The dividing of assets in separation or divorce can be quite complicated, and going through the process blind is an unquestionably bad idea. Any mistakes could be very detrimental to your financial stability in the wake of your separation, (especially if you have valuable property and/or debt) so it’s best to review the process and your involvement with an experienced lawyer.
In dividing your assets, if you and your spouse can come to an agreement on how your assets will divide, you save yourself from division by the judge. If not, the courts will divide your property according to your state’s property division laws.
If your property is going to be divided in court, be prepared to lose something. It’s first important to understand the difference between marital property, or community property, which can be subject to division by the courts, and non-marital property, which courts have no authority over. Marital property is commonly owned between both spouses; any property or income gained during the marriage is typically considered marital property. This excludes inheritance and gifts.
Non Marital, or separate property is any property that was obtained before the marriage, and kept separate from the marriage. The important concept here is that if you have separate property and you want to keep it separate, you must keep it from communal use in your marriage.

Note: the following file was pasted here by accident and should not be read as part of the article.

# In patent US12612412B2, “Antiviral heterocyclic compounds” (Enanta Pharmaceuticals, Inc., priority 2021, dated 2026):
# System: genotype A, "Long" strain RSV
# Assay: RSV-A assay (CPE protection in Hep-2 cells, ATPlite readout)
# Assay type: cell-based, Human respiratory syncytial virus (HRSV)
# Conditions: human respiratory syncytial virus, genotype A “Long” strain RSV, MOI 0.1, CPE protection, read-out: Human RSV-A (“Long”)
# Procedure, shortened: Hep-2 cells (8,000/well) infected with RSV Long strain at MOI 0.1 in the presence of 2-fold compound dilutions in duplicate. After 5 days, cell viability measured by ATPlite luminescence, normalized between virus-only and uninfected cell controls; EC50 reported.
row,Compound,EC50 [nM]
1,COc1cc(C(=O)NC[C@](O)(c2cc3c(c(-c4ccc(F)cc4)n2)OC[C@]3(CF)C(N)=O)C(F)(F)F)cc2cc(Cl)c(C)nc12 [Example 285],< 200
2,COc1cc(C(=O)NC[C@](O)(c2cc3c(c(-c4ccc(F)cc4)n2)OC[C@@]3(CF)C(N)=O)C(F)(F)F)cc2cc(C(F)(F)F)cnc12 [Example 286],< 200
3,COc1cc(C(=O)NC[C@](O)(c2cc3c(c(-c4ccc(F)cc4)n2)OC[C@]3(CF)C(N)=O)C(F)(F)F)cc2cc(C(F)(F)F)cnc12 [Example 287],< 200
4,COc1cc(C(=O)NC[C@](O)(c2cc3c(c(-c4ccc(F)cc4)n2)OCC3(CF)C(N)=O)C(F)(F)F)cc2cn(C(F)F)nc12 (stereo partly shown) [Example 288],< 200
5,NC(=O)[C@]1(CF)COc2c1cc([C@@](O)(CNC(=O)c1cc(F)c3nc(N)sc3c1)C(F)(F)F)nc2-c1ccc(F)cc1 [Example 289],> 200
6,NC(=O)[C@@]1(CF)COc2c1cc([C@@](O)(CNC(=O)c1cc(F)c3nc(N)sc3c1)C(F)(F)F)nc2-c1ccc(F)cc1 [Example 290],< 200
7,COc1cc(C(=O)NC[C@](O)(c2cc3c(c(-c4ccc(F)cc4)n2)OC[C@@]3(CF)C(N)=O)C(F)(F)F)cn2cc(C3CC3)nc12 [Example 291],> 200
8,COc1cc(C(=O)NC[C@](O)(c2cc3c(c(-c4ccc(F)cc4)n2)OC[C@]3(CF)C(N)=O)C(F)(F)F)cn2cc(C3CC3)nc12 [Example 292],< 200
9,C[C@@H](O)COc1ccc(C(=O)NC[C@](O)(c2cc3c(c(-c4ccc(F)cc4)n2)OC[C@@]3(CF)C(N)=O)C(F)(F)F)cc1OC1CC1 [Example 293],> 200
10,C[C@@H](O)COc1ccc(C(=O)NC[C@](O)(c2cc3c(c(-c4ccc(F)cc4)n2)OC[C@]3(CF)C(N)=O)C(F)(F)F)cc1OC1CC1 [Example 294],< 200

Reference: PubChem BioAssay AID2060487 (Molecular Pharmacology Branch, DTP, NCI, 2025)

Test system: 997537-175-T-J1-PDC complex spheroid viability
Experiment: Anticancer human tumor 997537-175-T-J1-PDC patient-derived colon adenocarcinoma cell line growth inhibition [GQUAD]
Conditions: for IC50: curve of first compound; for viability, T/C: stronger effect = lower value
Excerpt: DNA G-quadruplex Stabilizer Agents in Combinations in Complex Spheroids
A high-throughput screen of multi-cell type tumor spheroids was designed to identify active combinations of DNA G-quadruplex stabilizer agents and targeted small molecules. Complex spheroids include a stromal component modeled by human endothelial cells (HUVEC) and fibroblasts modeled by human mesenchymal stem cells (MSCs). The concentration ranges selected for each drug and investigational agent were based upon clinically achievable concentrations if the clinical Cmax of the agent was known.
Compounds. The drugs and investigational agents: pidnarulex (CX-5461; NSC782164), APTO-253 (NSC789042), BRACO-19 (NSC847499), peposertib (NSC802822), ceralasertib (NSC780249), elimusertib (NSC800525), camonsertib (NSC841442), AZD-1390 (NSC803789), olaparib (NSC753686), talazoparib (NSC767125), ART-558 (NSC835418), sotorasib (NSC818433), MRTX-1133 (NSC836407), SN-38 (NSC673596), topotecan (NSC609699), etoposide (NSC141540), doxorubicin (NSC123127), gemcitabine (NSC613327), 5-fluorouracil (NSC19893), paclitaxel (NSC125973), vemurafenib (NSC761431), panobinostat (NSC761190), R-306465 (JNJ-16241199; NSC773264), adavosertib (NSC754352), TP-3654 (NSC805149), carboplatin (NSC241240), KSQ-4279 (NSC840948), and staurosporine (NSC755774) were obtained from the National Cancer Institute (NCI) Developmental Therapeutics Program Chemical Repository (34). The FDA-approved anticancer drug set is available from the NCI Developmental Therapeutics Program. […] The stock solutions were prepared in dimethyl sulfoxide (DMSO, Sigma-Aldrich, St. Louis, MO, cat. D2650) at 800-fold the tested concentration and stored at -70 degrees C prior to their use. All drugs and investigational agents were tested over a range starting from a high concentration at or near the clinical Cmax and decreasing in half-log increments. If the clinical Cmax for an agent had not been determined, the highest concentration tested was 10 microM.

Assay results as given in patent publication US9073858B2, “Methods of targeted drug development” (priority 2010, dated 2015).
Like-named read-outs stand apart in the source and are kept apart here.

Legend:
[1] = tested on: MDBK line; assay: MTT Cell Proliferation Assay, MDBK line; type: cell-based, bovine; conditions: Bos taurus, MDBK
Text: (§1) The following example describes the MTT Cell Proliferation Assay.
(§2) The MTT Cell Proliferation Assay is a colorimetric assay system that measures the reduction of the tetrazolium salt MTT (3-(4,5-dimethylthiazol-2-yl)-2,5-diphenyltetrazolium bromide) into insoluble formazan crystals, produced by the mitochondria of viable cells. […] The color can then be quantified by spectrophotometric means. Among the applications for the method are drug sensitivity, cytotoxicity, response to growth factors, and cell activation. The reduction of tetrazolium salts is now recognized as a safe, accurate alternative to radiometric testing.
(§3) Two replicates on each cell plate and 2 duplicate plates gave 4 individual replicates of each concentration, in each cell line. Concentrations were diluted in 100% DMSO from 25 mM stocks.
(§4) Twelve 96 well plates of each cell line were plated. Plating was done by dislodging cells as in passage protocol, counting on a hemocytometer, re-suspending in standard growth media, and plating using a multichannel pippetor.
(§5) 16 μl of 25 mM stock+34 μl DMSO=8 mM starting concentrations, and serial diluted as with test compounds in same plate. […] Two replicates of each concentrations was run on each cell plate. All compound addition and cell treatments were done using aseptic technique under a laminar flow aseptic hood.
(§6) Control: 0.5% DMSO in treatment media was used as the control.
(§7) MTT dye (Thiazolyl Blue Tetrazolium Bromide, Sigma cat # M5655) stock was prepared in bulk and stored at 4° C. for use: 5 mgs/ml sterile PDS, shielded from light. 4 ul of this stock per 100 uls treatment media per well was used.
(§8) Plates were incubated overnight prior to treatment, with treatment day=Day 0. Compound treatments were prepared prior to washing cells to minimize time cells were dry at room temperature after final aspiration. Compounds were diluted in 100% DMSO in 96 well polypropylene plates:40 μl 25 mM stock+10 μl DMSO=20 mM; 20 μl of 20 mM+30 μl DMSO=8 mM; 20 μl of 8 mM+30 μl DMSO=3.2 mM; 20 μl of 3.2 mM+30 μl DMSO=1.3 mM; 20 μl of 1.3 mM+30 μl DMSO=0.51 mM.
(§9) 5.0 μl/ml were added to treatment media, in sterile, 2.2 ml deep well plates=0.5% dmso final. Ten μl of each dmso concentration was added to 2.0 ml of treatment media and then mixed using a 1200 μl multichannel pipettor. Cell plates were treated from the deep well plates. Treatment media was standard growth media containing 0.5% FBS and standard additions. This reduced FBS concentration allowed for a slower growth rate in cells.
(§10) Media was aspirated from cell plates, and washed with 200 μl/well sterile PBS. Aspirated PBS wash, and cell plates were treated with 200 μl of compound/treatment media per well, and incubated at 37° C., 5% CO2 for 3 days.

For example, if you owned an apartment before the marriage, but your spouse moved in with you, there is a good chance this will be considered marital property. Any money (even inheritance) put into joint bank accounts shared with your spouse will also be considered marital, equally divisible property.
Quasi-community property is any property obtained while the couple was living in another state, that would be considered community property in a legal separation or a divorce proceeding in California.
In California, each spouse owns one half of the community property, and debt.
In California, some property can simultaneously be community and separate property. In these complicated instances, a lawyer is especially necessary. An example of this would be if either of you had a job before your marriage to which you contributed retirement or pension funding. The financial contributions either of you made to your pensions or retirement before marriage is considered non marital, but any contributions made during the marriage up to the date of separation are considered marital property.
Again, this is a tricky, detailed process, and you may not understand the initial implications of what you’re doing at first. Experienced lawyers can make the difference between a good and a bad deal.
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